Summer '06
Summer '07


VirtCamp 2006

Barb Lolli's Web Gift


ARP Force Field Map

Promises of Technology

ARP Blog



Pepperdine VirtCamp 2006

VirtCamp 2006 was held at the Graduate School of Education and Psychology at Pepperdine University. Located above the main Pepperdine undergratuate campus, the Drescher Campus is seated among the rolling hills of Malibu. It is definitely beautiful here!

We worked really hard this week and established some lasting friendships. Our technical, culinary, and problem solving skills were put to the test, and in our new experiences we grew as individuals. The week gave us a great glimpse of the year to come. It is going to be very intense but well worth it.




VirtCamp is the beginning of the OMET program. We meet as a group at the Pepperdine University Drescher Campus. We built Lego and web pages. Below is a description of the process we went through to build our Lego cannon.

    Mitchel Mitchel fine-tuning the original cannon design Josh sorting parts
    Benhaz-HeatherBenhaz and Heather arranging the Lego GroupBenhaz, Margaret, Heather, Mitchel, and Barb post-Lego programming
    Second-designDespite crossing our fingers, the third design did not work to our satisfaction BuildingBack to the drawing board
    GearsGearing on the final design CannonFinal cannon design: lookout!!

One of our first challenges as a small team was to build a cannon from Lego. This ended up being a little more complicated than we originally envisioned. We went through four different builds before we arrived at the final design.

Our first design relied on a large gear connected to our motor. Rubber bands could be stretched from the "aim" point at the front of the cannon to the large gear, onto which the rubber band was hooked to the teeth of the gear. However, the motor was not geared low enough to just leave the rubber band hooked to the gear without the tension of the band pulling the gear forward and thus releasing the band.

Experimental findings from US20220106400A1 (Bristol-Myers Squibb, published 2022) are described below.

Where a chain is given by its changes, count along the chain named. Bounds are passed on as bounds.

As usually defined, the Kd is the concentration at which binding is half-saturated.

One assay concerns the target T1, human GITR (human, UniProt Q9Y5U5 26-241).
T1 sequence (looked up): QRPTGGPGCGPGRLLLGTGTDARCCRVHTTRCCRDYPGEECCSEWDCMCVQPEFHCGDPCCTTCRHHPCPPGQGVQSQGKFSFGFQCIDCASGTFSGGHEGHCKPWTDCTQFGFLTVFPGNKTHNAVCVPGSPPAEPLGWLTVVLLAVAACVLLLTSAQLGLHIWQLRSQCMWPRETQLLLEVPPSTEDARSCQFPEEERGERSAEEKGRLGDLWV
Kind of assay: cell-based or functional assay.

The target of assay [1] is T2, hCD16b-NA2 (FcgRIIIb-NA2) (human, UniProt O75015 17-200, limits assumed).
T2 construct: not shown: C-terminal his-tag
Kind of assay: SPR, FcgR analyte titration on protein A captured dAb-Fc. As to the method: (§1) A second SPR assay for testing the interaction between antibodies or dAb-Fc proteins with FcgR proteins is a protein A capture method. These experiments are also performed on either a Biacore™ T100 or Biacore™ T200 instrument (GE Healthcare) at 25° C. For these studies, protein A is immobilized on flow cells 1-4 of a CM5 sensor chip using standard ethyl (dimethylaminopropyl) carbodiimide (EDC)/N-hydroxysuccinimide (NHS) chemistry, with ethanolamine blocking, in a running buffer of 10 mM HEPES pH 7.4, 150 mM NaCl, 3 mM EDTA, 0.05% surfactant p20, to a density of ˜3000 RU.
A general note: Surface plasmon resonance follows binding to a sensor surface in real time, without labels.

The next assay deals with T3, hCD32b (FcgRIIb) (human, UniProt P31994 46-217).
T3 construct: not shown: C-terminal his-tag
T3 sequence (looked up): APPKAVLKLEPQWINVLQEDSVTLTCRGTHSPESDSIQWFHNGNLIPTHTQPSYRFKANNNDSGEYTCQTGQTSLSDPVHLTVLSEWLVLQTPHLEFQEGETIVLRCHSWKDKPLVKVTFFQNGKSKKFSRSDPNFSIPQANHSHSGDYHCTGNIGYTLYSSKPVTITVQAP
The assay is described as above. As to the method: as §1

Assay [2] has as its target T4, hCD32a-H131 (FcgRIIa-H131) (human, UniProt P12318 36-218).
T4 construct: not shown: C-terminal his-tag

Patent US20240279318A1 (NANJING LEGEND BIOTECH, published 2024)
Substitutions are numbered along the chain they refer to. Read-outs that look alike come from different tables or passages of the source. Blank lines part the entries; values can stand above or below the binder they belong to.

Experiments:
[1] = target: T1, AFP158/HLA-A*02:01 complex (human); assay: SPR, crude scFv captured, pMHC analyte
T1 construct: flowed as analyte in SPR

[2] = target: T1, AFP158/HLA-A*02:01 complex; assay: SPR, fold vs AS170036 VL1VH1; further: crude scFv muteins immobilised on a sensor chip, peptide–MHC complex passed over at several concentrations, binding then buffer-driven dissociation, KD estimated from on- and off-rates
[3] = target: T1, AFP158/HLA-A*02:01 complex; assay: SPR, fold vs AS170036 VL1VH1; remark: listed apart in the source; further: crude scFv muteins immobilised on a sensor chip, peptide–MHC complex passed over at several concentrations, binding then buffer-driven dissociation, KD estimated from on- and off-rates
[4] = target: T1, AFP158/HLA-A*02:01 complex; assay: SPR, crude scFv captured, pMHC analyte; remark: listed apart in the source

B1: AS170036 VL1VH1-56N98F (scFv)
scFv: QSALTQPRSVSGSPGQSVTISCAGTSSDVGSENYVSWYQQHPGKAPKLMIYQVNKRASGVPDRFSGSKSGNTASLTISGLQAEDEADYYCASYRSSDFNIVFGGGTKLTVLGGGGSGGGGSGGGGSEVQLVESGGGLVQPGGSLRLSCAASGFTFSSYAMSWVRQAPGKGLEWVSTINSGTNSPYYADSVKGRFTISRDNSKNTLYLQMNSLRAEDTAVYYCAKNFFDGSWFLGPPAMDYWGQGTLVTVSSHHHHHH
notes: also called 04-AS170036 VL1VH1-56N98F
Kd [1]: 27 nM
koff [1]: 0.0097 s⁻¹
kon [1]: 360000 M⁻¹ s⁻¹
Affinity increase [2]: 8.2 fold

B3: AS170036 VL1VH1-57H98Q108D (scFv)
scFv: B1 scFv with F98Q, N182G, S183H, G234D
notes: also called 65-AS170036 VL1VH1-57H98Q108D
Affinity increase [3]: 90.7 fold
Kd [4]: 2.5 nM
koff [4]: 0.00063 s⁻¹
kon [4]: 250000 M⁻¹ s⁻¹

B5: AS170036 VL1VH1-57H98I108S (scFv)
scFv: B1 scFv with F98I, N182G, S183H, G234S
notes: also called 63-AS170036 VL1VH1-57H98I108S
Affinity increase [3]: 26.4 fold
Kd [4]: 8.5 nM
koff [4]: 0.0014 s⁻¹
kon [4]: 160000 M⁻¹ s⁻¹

The second design did not go too far. Based on a crossbow, there was no easy way to put tension in the rubber band. While it would shoot a projectile, there was no catch or trigger mechanism, making it an unacceptable design.

Our third design was based upon an automatic baseball-pitching machine. As geared, the motors were not strong enough to launch a Lego more than three inches. Mitchel suggested gearing the motor with a large gear and the two wheels with a small gear. While this did increase the velocity of the wheels, the motors were still not strong enough to launch a projectile.

After puzzling over the issues we faced I decided to use Barb's suggestion of using a worm gear. By mounting the motor on its side I felt that we could interface a worm gear. Once the engine was moving it would unwind the rubber band and it would launch. However, the "drive train" on the motor isn't long enough to properly mount the worm gear. Back to the drawing board. By mounting the motor flat then adding a couple of gears I was able to transfer the drive of the motor from the horizontal axis to a vertical axis. Eureka! A little fine-tuning and we had a working cannon! This design also allows us to load three rubber bands onto the gear at a single time. It turns out that it makes a difference which direction the worm gear is facing: one way tends to make the third rubber band hang on the cannon. With all the bugs worked out we were ready for the Lego challenge!



Click this link above to open a short movie clip of the cannon firing (2.8 MB mpeg)


Web Gift

One of our assignments as we left VirtCamp was to create some type of Web Gift for a member of our Cadre. This gift could be a banner, graphic, or something that can be put on a web page. I have created a Web Gift for Barbara Lolli. You can see it on this page.



I chose to research the history of the Global Positioning System. You can learn about it on this page.


ARP Force Field Map

You can see my Action Research Plan Force Field map on the following page.


Promises of Technology

I completed some readings on the "Promises of Technology" and wrote my reflections about what I see as hesitation on the part of technology proponents.


Action Research Project Blog

I will let this speak for itself!

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